PHNOM PENH – Two Cambodian suspects allegedly involved in a human organ trafficking ring were arrested in Phnom Penh this week, officials said yesterday, in what has been hailed as a landmark case in the Kingdom.
Keo Thea, director of Phnom Penh’s municipal anti-human trafficking and child protection police, said 40-year-old Yem Phalla and his 29-year-old stepdaughter Yem Asi Sas were arrested on Tuesday evening at the capital’s Chroy Changva bridge following allegations that they had acted as brokers in a cross-border human organ business.
“They traded human kidneys, and we arrested them based on the victims’ complaints. It is a crime and they will be punished,” Thea said, adding that it was the first organ-trafficking case that his unit had uncovered.
Police have spoken to three of the victims, who showed them the scars from the operation, but the suspects confessed that they had persuaded at least two others to undergo the procedure.
According to Thea, the suspects persuaded victims to give up their kidneys by offering them a payout ranging from $3,000 to $5,000.
After arriving in Thailand, the victims were given fake documents by a Thai-based dealer, with their surname changed to match that of the person in need of a transplant.
Thea said the suspects told police that each kidney would be sold for $13,000 but did not explain how this money was divided with the dealer.
When the Post visited the suspects’ village in Chroy Changva commune yesterday, a relative who asked not to be named claimed that at least two family members had been targeted in the scam.
In an account confirmed by Thea, the source said the case only came to light after Phalla’s 23-year-old cousin Krin borrowed $3,000 from him. When he failed to pay the money back, Phalla stole Krin’s motorbike, prompting a police complaint.
When police questioned Krin about his relationship with the suspect, details of the kidney-trafficking scheme emerged.
“Krin sold his kidney through the suspect about a month ago. One of his older brothers also sold his kidney about a year ago,” the source told the Post.
Kdan Sivutha, a doctor and former director of the National Pediatric Hospital, said that while there are few short-term effects to having one kidney removed, the victims may suffer in the long term.
“The remaining [kidney] will have to work harder.… It will be weaker because only one side will work, and if they are ingesting bad chemicals,” there could be negative effects, he said.
Internationally, there is growing demand for organs, which is causing the illicit trade to explode, according to the Bangkok-based regional office of the UN Office on Drugs and Crime (UNODC).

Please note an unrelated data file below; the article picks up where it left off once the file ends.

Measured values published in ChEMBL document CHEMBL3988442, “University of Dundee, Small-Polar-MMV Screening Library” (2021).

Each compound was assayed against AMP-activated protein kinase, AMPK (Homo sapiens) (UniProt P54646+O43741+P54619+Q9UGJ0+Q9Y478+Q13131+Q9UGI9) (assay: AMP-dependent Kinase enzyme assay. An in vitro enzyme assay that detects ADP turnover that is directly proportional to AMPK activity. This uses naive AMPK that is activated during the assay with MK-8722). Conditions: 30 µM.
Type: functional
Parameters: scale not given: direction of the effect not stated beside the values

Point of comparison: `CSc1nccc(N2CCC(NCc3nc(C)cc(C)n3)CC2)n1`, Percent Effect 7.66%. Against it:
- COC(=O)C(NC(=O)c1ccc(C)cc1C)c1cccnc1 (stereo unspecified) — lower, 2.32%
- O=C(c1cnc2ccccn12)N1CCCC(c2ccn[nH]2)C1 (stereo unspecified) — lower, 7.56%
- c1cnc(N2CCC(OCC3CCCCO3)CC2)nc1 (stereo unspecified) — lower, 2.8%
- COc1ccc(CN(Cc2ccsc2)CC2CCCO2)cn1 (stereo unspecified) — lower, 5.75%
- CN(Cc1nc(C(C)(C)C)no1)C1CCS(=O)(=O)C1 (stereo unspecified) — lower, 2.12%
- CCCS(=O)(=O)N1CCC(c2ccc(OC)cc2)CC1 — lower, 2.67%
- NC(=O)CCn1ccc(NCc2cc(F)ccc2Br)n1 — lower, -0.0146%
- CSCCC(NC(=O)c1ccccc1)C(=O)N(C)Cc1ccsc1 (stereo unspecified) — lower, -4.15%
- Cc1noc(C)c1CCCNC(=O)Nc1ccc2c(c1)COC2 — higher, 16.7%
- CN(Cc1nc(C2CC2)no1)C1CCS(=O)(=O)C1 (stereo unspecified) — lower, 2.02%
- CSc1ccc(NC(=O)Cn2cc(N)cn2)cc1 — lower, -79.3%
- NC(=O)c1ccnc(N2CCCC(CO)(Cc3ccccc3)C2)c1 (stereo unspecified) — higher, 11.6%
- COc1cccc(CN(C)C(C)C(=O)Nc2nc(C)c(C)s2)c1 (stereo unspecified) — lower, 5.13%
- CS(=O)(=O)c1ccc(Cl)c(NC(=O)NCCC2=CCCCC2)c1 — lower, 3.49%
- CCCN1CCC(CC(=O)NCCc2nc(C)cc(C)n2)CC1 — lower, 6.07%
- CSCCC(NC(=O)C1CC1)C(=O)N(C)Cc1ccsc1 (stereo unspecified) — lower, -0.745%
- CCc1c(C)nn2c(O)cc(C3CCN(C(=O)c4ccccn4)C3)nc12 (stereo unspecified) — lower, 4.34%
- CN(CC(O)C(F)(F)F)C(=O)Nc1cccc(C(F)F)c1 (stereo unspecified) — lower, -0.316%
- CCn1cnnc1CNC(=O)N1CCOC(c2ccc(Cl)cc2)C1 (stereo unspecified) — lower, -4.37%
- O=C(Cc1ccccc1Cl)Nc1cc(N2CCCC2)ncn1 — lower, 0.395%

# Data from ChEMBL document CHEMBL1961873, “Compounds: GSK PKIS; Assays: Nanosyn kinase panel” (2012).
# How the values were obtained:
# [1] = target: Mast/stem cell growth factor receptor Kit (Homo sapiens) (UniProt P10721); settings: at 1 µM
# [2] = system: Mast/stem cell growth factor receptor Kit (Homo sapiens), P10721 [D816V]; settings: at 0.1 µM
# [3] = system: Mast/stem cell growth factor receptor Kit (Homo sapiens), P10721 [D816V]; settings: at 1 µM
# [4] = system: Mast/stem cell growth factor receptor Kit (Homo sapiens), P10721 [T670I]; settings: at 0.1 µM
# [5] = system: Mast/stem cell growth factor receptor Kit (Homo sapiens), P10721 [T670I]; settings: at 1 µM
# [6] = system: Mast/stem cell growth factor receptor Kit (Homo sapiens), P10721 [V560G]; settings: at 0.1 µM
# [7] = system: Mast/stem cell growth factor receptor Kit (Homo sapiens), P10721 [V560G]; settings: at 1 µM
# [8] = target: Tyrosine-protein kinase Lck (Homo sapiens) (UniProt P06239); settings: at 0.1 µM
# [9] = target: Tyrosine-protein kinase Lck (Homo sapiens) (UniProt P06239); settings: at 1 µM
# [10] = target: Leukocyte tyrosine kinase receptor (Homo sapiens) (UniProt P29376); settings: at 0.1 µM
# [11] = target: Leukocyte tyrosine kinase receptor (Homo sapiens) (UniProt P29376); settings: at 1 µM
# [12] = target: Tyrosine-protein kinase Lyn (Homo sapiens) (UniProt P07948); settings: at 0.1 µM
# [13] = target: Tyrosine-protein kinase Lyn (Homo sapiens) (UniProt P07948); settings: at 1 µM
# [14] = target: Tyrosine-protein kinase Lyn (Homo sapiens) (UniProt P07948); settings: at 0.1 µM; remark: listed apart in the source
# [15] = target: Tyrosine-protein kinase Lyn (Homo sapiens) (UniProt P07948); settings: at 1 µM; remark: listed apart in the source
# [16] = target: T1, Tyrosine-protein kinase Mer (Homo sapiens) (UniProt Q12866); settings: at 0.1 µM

“The most common organs sought for in the ‘organ market’ are kidneys, followed by livers for purposes of transplantation. Such practices have increased exponentially in recent decades with the growing demand for live-donor organ transplants. This demand is attributable to an increasing differential between rates of end-stage renal disease (ESRD) and deceased donor organ donation,” UNODC said in an email yesterday.
But while organ trafficking “follows patterns similar to other forms of human trafficking”, such as exploiting vulnerable populations, there are also “significant differences”, the email adds.
“Some of the actors and modus operandi of this crime stand in sharp contrast to other forms of trafficking in persons, e.g. the requirement of medical professionals, the matching of an organ recipient, the duration of exploitation and the subsequent release of the victim. Knowledge of these practices is not well known and, resultantly, the response globally has been, at best, uneven.”
In Cambodia, the trafficking of organs is prohibited under the anti-trafficking law and is punishable by seven to 15 years’ imprisonment.
But it is a sentence that has never before been handed down, according to Sok Sam Ouen, executive director of the Cambodian Defenders Project.
“We have never heard of this happening before in Cambodia. Recently, we heard rumours [that organ trafficking was happening], but we have never seen people arrested,” Sam Ouen said.
Som Saret, deputy prosecutor at the Phnom Penh Municipal Court, said he would need to see the evidence before he could speculate on what sentence might be delivered in the event of a trial and guilty verdict.
“Trading kidneys is a crime, but we do not know how many years the suspects will be sentenced to. Wait for the documents and the interrogation, but if there is no firm evidence, we still cannot charge them,” he said.